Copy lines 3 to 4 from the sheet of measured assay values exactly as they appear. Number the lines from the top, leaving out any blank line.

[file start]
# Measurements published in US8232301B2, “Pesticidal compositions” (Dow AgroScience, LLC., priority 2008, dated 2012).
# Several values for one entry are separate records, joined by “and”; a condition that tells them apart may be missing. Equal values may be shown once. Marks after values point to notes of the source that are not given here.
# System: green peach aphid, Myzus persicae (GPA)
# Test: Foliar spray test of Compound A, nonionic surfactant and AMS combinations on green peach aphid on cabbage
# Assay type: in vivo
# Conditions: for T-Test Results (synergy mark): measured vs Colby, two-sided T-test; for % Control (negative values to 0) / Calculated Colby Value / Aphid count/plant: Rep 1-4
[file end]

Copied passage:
# System: green peach aphid, Myzus persicae (GPA)
# Test: Foliar spray test of Compound A, nonionic surfactant and AMS combinations on green peach aphid on cabbage